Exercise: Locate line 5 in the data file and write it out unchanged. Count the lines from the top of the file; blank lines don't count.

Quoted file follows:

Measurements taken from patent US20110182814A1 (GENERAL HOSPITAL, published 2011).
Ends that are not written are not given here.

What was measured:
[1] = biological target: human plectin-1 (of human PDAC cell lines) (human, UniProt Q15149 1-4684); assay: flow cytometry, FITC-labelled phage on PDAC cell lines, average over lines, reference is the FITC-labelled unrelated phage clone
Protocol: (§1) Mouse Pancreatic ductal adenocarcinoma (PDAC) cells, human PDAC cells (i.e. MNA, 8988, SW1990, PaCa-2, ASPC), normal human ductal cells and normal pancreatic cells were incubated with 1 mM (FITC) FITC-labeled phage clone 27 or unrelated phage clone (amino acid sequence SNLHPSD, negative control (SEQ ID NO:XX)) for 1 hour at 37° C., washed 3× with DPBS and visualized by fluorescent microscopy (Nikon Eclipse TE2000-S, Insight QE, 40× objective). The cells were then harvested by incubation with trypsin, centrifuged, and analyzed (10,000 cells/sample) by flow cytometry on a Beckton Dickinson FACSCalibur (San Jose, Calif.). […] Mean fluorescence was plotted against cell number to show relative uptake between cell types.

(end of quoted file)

Protocol: (§1) Mouse Pancreatic ductal adenocarcinoma (PDAC) cells, human PDAC cells (i.e. MNA, 8988, SW1990, PaCa-2, ASPC), normal human ductal cells and normal pancreatic cells were incubated with 1 mM (FITC) FITC-labeled phage clone 27 or unrelated phage clone (amino acid sequence SNLHPSD, negative control (SEQ ID NO:XX)) for 1 hour at 37° C., washed 3× with DPBS and visualized by fluorescent microscopy (Nikon Eclipse TE2000-S, Insight QE, 40× objective). The cells were then harvested by incubation with trypsin, centrifuged, and analyzed (10,000 cells/sample) by flow cytometry on a Beckton Dickinson FACSCalibur (San Jose, Calif.). […] Mean fluorescence was plotted against cell number to show relative uptake between cell types.